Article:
Dunk to Watt

Letter CANBERRA, 20 September 1945

Thank you for your two letters of the 1st and 7th September. [1] I have written to Sir Frederic on the staff situation and no doubt you will see the letter. [2] It is the best I can do at the moment. Frankly, I find a very bad administrative and staff situation right through the department. Here it is almost hopeless. The drafting of one officer even on a temporary job has quite severe repercussions on the working of the department. This, of course, is quite an absurd administrative situation which must be corrected and I will do my best, but I do not think there is any prospect of obtaining quick answers.

You know me well enough I think for me not to have to assure you that I am deeply interested in the working of our overseas offices, and of Washington in particular. I am fully aware of Washington’s vital importance as a centre for post-war discussion and political activity and of the necessity for the legation being staffed for its present and future tasks. You will know too that I will always appreciate the frankest possible advice and information from you on any question concerning the department.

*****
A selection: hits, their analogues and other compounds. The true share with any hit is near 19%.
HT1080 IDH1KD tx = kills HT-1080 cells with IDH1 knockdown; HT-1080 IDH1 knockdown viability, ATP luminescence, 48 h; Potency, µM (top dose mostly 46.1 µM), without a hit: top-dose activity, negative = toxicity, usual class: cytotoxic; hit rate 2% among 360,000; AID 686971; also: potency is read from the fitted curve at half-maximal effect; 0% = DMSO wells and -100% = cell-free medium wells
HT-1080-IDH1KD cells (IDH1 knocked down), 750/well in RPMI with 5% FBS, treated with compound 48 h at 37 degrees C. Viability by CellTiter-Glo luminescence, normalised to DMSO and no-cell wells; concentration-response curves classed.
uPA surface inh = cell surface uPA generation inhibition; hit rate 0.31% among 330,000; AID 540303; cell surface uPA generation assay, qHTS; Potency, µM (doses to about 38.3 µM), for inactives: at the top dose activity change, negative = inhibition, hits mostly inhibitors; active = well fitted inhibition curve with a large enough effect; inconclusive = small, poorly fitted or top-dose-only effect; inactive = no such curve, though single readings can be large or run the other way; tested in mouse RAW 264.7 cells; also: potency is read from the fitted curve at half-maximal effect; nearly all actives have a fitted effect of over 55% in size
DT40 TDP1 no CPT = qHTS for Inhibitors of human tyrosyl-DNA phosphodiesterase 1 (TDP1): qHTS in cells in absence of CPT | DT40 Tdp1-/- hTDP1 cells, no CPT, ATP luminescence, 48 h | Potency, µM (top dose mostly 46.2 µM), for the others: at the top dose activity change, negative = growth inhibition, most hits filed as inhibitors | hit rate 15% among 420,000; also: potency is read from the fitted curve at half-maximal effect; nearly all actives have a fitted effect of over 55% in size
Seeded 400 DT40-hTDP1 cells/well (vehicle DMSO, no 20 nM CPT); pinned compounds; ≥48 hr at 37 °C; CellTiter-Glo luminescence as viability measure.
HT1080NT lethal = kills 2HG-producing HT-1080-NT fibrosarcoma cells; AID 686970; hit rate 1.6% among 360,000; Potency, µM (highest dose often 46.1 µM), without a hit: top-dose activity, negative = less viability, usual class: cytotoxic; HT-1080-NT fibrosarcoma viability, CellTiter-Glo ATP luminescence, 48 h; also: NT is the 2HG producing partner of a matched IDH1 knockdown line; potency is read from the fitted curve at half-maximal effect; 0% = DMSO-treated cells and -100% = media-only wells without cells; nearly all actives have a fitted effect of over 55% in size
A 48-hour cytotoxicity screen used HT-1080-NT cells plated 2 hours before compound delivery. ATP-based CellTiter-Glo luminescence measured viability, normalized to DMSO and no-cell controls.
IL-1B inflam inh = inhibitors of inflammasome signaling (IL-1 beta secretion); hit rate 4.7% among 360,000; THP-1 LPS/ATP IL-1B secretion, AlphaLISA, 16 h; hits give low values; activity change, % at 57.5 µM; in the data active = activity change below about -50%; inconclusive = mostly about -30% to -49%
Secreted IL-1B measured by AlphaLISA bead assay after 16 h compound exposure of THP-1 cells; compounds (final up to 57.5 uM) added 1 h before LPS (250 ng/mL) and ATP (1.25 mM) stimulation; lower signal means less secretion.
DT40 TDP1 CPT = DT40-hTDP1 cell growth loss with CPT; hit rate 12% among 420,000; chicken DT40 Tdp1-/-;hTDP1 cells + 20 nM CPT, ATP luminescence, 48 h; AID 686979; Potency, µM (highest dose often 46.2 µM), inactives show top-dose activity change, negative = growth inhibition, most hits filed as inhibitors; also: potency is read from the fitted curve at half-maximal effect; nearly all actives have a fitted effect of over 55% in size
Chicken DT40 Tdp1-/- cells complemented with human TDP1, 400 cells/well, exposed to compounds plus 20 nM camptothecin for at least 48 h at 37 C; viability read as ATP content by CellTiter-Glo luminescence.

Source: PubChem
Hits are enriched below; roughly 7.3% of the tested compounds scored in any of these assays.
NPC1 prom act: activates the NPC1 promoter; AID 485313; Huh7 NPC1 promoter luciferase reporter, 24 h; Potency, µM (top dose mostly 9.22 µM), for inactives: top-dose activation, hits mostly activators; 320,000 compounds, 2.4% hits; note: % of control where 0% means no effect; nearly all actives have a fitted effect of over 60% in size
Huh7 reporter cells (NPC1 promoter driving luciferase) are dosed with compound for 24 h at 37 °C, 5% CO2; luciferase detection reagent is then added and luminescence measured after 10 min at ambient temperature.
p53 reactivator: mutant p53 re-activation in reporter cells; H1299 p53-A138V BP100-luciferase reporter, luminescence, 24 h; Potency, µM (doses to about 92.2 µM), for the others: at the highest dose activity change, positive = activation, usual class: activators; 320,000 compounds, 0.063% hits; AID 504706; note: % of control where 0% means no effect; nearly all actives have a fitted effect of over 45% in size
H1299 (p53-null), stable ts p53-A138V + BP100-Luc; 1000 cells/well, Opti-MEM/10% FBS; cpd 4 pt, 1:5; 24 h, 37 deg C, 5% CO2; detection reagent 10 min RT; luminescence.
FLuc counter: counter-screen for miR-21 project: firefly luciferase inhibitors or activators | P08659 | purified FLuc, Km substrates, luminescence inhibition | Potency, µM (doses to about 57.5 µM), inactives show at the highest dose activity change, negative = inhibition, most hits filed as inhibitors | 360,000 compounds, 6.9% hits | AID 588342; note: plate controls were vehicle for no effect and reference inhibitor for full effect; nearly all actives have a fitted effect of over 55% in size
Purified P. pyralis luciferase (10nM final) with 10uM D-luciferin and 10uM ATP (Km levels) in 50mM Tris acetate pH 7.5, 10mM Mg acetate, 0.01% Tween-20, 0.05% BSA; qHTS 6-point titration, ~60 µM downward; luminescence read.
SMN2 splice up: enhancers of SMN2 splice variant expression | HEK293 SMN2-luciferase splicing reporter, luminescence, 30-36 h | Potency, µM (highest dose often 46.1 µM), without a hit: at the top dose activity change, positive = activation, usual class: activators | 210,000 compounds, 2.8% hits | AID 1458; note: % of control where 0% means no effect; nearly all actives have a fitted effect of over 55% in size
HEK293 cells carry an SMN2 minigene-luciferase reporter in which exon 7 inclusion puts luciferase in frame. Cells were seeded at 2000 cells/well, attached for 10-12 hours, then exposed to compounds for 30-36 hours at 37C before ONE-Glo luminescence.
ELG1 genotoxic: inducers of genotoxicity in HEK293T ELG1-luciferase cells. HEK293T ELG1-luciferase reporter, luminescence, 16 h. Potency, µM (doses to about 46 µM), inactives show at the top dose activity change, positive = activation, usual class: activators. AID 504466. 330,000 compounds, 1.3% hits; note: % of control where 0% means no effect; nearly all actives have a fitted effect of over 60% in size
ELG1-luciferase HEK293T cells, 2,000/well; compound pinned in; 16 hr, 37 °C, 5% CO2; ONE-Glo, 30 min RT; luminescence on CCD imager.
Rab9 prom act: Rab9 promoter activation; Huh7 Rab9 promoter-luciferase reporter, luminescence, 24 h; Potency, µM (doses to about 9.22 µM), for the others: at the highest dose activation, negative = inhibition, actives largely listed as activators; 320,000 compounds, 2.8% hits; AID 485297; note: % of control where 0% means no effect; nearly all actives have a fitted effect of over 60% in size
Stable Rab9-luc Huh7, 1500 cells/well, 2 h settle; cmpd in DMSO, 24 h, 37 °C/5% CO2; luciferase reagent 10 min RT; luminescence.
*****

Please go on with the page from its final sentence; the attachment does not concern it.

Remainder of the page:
I sincerely hope that I can build the position up so that you will not have to complain of lack of information of plans and activity at this end.

I am very sorry in many ways that I am not there now to take part in the very important discussions proceeding on the mandates determination and future commercial policy. I feel that I should be, but there is a man-size job to do here.

Please convey my regards to McIntyre, Brigden and other members of the staff.



1 Both on file AA : A1066, A45/2/6/7.

2 Dunk’s letter to Eggleston, dispatched 20 September (on the file cited in note 1), was in reply to Document 235. He promised to do whatever he could, but pointed out that similar difficulties existed throughout the External Affairs Dept, particularly in Canberra, London and China, and that pro-vision of suitable staff would take time.


[AA : A1066, A45/2/6/7]